One person who is an 'inspirational local', probably more influential than many in our national politics and current public life but without most people knowing why, is a man called Roger Huddle.
His is not a name that trips off that many lips. However, ask anyone in their mid-forties about when they first stopped worrying about the pop charts and reading reviews of bands and started getting interested in politics. In particular, ask them when they realised that it was just not about party conferences, droning trade unionists passing composite motions and stultifying party political broadcasts. Back in 1976, rather like today, the country was broke. The Labour government was running out of steam and the National Front, which to some looked like an alternative, was on the rise - mainly due to peoples' frustrations.
There is a good chance, if you ask, they will mumble something about being at school at the time. A time of Rock against Racism and the Anti-Nazi League. Politics suddenly became cool, under Roger Huddle's influence, because he helped found RAR, at a time when it was otherwise decidedly not. People could unite round what was (apparently) a single, clear and unifying issue, make a powerful statement and at the same time have fun. Young people could actually get together and make a difference.
Huddle, and a photographer and "agitprop" theatre performer called Red Saunders were creatures of the 1960s - the Cuban misslie crisis, Vietnam, May 1968, hippies, the summer of love, Ginsberg, the Black Power movement. They were also music fans.
They decided to hold a one-off gig against the rise of racism because Eric Clapton made a sickening drunken declaration of support for Enoch Powell at a gig in Birmingham. Clapton allegedly told the crowd that England had "become overcrowded" and that they should vote for Powell to stop Britain from becoming "a black colony". He is said to have ranted that Britain should "get the foreigners out, get the wogs out, get the coons out" and then repeatedly shouted the National Front slogan "Keep Britain White".
Readers of my blogs will know that I have some concerns about the density of housing in Wathamstow and concerns about the effects of uncontrolled, illegal immigration. I do not, however, consider that the BNP or anyone with attitudes like theirs, are now, or ever will be, the answer.
Huddle, Saunders and two members of Kartoon Klowns responded by writing a letter to NME expressing their opposition to Clapton's comments, which they claimed were "all the more disgusting because he had his first hit with a cover of reggae star Bob Marley's "I Shot the Sheriff"". The letter continued: "Come on Eric... Own up. Half your music is black. Who shot the Sheriff, Eric? It sure as hell wasn't you!".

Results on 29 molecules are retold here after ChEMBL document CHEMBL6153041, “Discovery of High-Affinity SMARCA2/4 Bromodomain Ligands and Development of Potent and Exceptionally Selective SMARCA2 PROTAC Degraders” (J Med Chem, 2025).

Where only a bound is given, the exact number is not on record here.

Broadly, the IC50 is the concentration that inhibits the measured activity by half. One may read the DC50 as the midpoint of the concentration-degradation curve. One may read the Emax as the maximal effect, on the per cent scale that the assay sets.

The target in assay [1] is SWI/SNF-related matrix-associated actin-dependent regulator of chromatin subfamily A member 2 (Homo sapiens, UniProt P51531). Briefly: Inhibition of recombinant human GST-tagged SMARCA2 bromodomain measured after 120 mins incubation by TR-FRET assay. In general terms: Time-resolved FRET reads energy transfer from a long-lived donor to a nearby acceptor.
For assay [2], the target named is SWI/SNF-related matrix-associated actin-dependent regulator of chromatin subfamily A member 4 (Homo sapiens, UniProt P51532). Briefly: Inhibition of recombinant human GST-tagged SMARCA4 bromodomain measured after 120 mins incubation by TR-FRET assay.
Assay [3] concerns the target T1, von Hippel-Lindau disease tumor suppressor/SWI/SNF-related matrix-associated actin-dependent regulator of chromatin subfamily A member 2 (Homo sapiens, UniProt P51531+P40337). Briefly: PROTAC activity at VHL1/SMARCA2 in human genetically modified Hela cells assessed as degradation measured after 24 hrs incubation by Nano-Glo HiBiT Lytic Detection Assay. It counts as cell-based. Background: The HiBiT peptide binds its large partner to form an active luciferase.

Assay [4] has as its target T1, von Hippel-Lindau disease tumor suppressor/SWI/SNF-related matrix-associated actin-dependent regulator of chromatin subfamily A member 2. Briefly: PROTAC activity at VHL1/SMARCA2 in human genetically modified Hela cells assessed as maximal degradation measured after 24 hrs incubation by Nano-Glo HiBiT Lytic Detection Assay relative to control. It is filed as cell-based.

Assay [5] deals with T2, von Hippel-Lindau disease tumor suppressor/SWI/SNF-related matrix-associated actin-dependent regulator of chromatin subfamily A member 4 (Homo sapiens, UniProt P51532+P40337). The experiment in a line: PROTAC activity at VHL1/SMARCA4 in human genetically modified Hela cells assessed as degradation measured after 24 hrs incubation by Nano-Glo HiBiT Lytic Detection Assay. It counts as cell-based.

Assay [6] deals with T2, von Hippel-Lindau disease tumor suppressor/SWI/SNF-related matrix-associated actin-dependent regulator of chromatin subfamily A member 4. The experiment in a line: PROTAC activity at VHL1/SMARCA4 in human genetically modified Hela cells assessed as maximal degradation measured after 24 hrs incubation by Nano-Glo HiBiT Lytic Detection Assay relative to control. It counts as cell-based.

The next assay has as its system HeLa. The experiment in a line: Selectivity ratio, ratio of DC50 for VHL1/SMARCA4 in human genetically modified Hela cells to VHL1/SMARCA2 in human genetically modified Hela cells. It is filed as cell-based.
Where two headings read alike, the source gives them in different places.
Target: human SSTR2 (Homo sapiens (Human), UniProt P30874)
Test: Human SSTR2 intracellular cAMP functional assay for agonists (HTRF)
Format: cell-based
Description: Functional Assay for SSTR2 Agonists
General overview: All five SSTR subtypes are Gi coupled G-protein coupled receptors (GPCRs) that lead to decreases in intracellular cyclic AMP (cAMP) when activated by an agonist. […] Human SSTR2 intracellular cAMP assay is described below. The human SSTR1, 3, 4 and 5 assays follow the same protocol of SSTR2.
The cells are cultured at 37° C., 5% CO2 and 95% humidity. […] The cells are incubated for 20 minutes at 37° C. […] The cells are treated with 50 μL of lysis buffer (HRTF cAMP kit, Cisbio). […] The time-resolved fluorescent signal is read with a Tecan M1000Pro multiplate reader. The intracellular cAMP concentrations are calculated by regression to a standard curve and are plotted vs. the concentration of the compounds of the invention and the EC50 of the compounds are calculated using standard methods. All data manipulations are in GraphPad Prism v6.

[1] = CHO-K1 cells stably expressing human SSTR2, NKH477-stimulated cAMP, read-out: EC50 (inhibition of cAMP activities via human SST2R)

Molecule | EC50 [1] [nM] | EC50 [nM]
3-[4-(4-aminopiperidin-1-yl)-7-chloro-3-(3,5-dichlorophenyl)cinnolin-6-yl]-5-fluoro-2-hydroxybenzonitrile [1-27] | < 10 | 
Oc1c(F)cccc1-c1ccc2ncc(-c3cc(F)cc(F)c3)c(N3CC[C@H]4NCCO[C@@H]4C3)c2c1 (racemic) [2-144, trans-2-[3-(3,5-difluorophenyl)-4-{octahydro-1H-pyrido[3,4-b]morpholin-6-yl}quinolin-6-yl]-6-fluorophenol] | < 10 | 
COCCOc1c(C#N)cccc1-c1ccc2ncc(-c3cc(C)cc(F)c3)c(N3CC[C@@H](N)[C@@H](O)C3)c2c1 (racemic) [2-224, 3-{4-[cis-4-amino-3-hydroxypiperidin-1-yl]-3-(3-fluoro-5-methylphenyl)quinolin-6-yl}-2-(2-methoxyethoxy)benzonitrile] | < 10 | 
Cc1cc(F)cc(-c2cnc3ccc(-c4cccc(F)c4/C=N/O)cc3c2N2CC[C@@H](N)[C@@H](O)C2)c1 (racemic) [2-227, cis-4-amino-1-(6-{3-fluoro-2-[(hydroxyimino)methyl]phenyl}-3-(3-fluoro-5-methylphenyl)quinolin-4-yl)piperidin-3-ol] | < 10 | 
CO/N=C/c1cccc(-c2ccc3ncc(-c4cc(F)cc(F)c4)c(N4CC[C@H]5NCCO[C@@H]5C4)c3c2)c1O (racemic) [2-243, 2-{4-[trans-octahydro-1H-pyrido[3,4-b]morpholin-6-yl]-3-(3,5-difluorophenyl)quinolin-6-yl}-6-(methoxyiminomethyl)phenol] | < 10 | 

The founders of RAR were all soul fans, but what really made it into a mass movement was punk. The killer phrase in the fight aginst the Nazis was 'NF=No Fun', something which I presume to be as true today as it has ever been. I can't say I know this as a fact. I don't knowingly socialise with any members of the BNP, a successor to the NF, but I do get the strong feeling that it's not a great night out: I will be showing my own prejudices here, but you only have to consider the negative way they think and the boring way they dress. They are a past that never was the future.
What is also credited as giving RAR the political context to become much bigger was the establishment of the Anti Nazi League in 1977. Together the ANL and RAR built a mass movement against the Nazis. A carnival in Victoria Park with the Clash, Tom Robinson and Steel Pulse attracted 85,000, and received fantastic coverage in NME. Twenty five thousand saw The Buzzcocks, Graham Parker and the Rumour, and Misty in Roots in Manchester. A Brockwell Park event with Elvis Costello and Aswad drew 100,000, and 26,000 heard Aswad and The Specials in Leeds. It was big, well before Live Aid and its successors.
RAR also had a fanzine, Temporary Hoarding. Huddle considers it the only really revolutionary cultural paper in Britain then or at any time. I think this is going a bit far. The uniqe influence of RAR should not be exagerrated.
Nevertheless, although Right-wing groups have never entirely been shown the door and the BNP is still active in East London, (though not very organised in Walthamstow as far as I am aware), they have never gained any cultural credibility or political traction. They recently managed to poll one vote for every four cast for Labour in a by-election in Wanstead, not far from here, but that still only amounted to about 170 votes. Both parties were miles behind the Tories and the LibDems.
Electorally, the BNP are not making any ground and if they did, they would be firmly opposed. I am sure one reason for that is that so many people now in positions of influence grew up in an age when Huddle decided to get them off their formative adolescent backsides and to stand up and be counted.
Huddle is, as far as I can tell from comments he made about the Berlin Philharmonic playing Shostakovich's 10th Symphony, a cultured man, who once wrote in Socialist Review:
"There's no "high" and "low" art, just good and bad, and I'll be fucked if they are ever going to stop me getting to it."
Aside from this, Roger Huddle is into Typography, Photography, web design, print design and production, book design and creative writing. He was born in Walthamstow and lives in the area. He shares, with another local person who should be put in front of our young people at least once in their lives to see if it will do them any good, Peter Cormack MBE, an interest in William Morris.